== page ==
The dextrose solutions used for intravenous drips in hospitals have enough residual corn to cause a reaction in at least some corn-allergic people. The National Library of Medicine and National Institute of Health in the USA recognize this, writing that “Solutions containing dextrose may be contraindicated in [i.e. should not be given to] patients with known allergy to corn or corn products.”
At least one person allergic to corn was documented to have had a serious reaction to a dextrose drip. I also had an unpleasant dextrose drip experience in July 2009. After about 20 ml of the infusion entered my arm, it felt like a giant needle was stabbing me about 15 cm along the vein it was entering. About 50 ml of dextrose solution was infused in total. Luckily, aside from the sharp pain in my arm, the worst symptoms I experienced were an itchy throat and itchy eyes. Moral of the story: make sure that anything administered to you in hospital is prepared with saline only, not dextrose!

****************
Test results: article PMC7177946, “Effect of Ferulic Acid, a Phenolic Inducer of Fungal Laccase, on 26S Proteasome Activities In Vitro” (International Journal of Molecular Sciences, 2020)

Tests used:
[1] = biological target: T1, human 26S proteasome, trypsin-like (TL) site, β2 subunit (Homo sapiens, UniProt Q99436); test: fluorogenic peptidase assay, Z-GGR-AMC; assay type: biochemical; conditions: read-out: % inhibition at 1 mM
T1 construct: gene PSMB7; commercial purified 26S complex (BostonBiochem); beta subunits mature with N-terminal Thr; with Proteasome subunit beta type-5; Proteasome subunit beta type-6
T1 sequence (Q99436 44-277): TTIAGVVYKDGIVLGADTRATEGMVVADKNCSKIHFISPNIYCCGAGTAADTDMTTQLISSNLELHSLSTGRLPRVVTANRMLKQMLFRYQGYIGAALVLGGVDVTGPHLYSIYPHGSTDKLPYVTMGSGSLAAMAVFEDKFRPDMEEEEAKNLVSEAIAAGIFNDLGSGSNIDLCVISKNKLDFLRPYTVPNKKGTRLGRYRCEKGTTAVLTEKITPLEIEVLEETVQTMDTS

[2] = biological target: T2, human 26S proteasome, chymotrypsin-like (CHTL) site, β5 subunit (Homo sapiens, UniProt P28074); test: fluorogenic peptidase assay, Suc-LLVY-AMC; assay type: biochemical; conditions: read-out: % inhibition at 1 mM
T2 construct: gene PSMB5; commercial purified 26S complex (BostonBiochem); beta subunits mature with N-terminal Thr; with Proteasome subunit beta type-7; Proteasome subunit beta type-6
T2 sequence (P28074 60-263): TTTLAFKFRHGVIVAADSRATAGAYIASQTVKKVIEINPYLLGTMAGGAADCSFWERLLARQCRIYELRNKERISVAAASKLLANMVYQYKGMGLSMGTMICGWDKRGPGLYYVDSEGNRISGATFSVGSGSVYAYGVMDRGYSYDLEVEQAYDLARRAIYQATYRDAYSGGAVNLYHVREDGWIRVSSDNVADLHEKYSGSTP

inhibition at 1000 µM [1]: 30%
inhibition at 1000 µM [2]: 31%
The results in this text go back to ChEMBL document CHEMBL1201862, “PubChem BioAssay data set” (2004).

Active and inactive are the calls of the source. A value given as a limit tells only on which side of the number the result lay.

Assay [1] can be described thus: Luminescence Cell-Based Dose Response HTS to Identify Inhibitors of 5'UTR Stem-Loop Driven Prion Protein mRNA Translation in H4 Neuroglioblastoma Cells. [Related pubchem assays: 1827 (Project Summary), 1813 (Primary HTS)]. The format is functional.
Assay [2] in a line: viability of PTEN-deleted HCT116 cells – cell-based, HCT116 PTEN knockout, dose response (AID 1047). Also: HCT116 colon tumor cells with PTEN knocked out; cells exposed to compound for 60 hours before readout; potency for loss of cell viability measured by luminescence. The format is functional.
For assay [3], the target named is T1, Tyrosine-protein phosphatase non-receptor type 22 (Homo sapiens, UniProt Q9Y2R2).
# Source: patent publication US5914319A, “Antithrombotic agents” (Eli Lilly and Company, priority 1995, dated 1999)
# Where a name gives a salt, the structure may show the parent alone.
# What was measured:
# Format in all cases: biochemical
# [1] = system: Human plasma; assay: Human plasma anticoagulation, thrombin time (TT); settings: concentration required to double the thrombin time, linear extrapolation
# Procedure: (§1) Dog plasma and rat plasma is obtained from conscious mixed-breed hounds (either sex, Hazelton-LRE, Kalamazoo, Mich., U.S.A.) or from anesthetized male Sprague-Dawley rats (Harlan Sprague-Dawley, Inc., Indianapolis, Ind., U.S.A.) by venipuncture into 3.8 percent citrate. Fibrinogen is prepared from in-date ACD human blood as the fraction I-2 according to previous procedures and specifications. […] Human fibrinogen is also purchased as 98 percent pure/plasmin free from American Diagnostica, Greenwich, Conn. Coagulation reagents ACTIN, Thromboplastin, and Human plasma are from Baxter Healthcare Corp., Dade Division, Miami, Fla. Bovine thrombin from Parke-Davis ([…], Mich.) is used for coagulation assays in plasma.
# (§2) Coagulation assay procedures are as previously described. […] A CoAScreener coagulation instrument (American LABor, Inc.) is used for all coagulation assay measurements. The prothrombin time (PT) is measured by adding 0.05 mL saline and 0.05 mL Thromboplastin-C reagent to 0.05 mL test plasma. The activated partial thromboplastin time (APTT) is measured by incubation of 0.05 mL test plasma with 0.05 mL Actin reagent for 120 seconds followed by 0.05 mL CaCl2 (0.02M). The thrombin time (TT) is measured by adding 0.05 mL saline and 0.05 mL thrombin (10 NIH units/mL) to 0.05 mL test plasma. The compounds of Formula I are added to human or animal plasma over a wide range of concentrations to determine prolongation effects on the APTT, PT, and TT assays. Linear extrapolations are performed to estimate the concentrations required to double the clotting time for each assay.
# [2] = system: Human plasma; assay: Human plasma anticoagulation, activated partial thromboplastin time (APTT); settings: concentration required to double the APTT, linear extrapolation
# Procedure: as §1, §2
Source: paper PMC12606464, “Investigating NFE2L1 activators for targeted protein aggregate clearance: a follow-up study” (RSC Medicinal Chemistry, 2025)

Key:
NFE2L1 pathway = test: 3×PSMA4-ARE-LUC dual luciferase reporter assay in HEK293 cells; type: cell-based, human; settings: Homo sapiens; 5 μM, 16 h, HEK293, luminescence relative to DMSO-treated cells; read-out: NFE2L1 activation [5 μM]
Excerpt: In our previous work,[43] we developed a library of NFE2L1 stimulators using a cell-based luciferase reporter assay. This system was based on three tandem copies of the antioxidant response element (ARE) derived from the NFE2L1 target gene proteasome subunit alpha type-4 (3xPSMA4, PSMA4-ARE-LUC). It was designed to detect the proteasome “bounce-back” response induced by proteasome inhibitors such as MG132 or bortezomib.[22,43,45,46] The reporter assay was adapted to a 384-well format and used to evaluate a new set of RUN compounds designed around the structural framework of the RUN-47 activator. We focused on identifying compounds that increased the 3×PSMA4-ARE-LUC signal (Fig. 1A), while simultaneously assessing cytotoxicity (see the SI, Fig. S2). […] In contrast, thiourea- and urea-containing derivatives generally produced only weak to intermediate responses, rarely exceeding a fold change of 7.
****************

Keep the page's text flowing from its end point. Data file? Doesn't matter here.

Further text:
- Corn allergy is rare, most people don’t know that dextrose comes from corn, many products in hospitals contain dextrose, and doctors and nurses often don’t read patients’ charts. For these reasons, I’ve found it useful to have “Allergic to DEXTROSE” written in large letters on my wristband, chart, and on a sign on the wall by my bed to remind tired hospital staff not to give it to me. I always read the ingredients on IV bags and ask whether pills given to me contain corn. I’d rather annoy a doctor temporarily than risk an allergic reaction.